Things have been changing in New England.
Things are always changing in New England, of course. Bill Belichick is inherently a coach of change, adjusting his play-calling and scheme not only to the personnel he has in any given year, but the opponent he faces on any given week. But the offense for the Patriots last year was about as dicey as it has gotten in the Belichick era, and critically, was the last that quarterback Tom Brady ever led for him. With newly-acquired weapons at wide receiver (N’Keal Harry, Mohamed Sanu), tight end (Dalton Keene, Devin Asiasi), and Dante Scarnecchia no longer in the coaching room—as well as that man Cam Newton in at quarterback—a radical shift in New England is inevitable.
One thing on the New England offense is frighteningly familiar: the uncertainty in the backfield. Currently rostered at running back for the Patriots are journeyman veteran Lamar Miller, passing game mainstay James White, 2018 first-rounder Sony Michel, 2019 third-rounder Damien Harris, and Rex Burkhead! He’s still around.
Who’s the lead back here? History tells us it’s Michel. Miller is on PUP with an ACL injury he sustained last year, and figures to start the season there. White and Burkhead are definitely sticking on the roster as pass-catchers, though only White has ever carried the ball more than 100 times in a season. Over the last two years, both have taken a backseat to Michel, who has 200 carries in each of the last two seasons—his 456 carries over the last two years is 10th in the league, despite the fact that he’s missed three games on that timespan.
But Michel took the practice field for the first time in 2020 on Wednesday, when he was activated off the PUP list. In each of his first two seasons, Michel was a question mark coming into Week 1. While he looked spry in camp on Wednesday, he’s already lost ground on the starting job to Harris.
In reality, Michel already started to lose ground with his shaky play in 2019, but Harris never really saw significant snaps last season. The Patriots coaching staff claimed it had nothing to do with Harris’ production as a rookie—they just wanted to keep the veterans on the field. Given what Harris has done in training camp thus far, it will be hard to justify playing any of the vets over him.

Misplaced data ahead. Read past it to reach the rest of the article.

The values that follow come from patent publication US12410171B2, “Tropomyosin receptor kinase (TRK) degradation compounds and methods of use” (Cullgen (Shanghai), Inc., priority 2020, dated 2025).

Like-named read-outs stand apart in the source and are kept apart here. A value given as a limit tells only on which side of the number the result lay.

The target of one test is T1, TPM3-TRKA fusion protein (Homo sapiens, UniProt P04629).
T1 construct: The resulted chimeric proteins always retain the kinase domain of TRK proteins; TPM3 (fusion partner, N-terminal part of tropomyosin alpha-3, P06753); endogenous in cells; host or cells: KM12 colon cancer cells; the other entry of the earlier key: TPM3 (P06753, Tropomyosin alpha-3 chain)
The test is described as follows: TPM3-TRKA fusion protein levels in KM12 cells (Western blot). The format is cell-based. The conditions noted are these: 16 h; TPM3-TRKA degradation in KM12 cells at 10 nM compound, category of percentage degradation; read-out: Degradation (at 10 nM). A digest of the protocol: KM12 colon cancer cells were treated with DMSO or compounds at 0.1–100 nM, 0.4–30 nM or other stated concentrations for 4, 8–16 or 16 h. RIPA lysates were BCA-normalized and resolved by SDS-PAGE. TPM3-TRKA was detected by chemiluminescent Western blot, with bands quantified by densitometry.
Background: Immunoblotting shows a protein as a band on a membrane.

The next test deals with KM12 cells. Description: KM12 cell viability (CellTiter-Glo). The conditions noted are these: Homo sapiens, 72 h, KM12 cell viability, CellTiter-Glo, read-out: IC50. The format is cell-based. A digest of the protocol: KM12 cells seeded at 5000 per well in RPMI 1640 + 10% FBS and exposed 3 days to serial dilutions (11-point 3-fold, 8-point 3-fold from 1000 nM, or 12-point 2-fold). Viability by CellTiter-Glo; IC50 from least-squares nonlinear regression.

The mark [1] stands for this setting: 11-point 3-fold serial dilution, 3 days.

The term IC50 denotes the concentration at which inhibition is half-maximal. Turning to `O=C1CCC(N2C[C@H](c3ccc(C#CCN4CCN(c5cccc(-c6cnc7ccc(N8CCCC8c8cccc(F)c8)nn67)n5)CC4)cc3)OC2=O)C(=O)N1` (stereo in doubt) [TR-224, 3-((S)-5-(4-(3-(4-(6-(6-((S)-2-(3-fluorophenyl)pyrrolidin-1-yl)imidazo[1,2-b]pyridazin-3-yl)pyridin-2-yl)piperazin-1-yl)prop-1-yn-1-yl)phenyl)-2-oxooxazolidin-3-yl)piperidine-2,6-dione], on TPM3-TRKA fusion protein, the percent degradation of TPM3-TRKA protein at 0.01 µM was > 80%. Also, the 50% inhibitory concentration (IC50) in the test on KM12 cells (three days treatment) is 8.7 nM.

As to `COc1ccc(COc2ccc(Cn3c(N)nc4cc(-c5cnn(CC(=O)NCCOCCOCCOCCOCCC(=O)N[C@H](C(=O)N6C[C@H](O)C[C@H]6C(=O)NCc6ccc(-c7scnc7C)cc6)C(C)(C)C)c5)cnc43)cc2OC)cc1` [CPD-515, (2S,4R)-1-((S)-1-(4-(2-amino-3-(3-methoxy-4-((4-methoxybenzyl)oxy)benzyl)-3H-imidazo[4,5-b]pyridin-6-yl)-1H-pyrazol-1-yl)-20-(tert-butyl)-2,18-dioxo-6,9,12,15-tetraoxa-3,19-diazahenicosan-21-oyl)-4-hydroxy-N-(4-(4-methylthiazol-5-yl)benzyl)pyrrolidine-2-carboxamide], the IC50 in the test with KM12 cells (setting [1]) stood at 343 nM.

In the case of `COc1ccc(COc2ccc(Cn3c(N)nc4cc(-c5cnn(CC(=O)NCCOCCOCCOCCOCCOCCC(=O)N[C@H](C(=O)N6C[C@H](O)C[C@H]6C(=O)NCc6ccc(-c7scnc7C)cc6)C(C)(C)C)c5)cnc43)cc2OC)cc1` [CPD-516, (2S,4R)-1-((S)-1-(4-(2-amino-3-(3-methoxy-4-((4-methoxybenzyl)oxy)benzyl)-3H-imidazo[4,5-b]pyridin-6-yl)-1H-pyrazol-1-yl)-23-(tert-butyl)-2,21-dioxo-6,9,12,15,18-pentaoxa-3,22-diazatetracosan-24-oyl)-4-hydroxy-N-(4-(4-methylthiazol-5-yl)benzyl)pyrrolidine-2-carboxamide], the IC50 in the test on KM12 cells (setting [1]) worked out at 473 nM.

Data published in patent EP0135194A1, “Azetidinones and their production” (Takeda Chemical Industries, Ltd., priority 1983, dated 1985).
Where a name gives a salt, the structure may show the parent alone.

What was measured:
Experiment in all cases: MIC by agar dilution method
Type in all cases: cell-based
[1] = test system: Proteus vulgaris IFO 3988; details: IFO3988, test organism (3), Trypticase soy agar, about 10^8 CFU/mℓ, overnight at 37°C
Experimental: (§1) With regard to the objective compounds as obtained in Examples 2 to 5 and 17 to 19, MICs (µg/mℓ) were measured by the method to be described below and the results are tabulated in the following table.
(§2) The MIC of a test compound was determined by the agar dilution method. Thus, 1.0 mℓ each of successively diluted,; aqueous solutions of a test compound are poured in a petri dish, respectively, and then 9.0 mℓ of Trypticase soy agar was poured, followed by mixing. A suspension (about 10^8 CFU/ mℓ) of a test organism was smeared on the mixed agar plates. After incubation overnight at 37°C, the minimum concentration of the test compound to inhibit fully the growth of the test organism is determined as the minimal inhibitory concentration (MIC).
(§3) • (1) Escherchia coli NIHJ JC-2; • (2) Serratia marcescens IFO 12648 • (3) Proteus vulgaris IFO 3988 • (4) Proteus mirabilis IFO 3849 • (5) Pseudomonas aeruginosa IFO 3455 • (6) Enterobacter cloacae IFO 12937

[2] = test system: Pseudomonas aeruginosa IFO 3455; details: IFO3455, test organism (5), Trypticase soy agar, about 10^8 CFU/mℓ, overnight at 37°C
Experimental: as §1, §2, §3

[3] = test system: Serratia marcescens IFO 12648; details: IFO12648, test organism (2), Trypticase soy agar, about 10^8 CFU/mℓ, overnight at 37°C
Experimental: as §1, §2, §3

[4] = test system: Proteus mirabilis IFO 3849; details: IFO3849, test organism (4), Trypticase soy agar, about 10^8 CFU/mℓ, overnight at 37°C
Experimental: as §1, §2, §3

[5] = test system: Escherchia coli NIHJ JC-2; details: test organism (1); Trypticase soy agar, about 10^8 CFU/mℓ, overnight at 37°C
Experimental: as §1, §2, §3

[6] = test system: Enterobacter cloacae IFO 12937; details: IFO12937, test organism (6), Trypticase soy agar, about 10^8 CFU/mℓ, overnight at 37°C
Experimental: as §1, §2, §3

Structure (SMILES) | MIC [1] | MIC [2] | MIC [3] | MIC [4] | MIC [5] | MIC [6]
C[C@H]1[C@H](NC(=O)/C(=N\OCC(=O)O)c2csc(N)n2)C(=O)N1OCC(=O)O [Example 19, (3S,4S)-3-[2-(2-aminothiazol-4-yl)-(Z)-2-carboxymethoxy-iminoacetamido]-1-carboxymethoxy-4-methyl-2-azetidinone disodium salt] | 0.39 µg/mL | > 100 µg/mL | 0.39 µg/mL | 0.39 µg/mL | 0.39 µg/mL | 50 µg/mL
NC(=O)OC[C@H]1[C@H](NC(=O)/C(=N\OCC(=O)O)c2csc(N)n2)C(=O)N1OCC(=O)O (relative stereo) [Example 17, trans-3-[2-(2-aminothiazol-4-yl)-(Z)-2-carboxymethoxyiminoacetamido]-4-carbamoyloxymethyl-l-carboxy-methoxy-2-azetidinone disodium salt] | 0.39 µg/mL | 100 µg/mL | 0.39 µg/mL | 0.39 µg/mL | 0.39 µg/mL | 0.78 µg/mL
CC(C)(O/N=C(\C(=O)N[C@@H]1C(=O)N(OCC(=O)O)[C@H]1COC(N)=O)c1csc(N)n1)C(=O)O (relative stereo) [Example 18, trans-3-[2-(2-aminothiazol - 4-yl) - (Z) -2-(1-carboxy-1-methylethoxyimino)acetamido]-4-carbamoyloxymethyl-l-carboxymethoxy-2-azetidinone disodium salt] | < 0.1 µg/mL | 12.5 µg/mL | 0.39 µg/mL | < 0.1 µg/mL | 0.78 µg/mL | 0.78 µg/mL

Reports on Harris are glowing. He’s catching the ball well, blocking well in drills, and running with violence. Going back to his time at Alabama, Harris was a no-nonsense runner who did very little flashy stuff—nor had the athletic ability to be a highlight reel player—but regularly maximized his touches, won through first contact, and maximized his blockers. For as long as he took snaps at Alabama, he seemed like a future pro and, plainly, a future Patriot.
So he was, and now that readiness is evident during a camp in which Miller and Michel weren’t available to bite into his snaps. The question now: will a healthy Michel relegate Harris to the bench, or can Harris legitimately bite into Michel’s snaps?
For the latter, it’s possible. Michel is the only running back in the last decade for Belichick to produce back-to-back 200-carry seasons—LeGarrette Blount, Stevan Ridley, and BenJarvus Green-Ellis all had one-off seasons of bell-cow usage. It doesn’t track that Belichick would give Michel another year of lion’s share of touches, especially when you consider that his production has been only average on those carries. Even if Harris himself is an average ball-carrier, rotating Michel and Harris on a per-game basis is a far more Belichickian approach.
Camp reports are all we have to go on for now—preseason carries for Harris are a no-go, and there’s no way Belichick provides a clear answer on Michel’s health or Harris’ role. But in a year in which much of the Patriots’ offense is up in the air, we should project Michel’s 200 carries are also up for grabs, and the Belichick offense tends toward a committee. To protect Michel’s health, introduce competition in the backfield, and keep defenses guessing, expect Harris to take on a 1B role this year, as the secondary runner and a part of the third-down rotation in New England.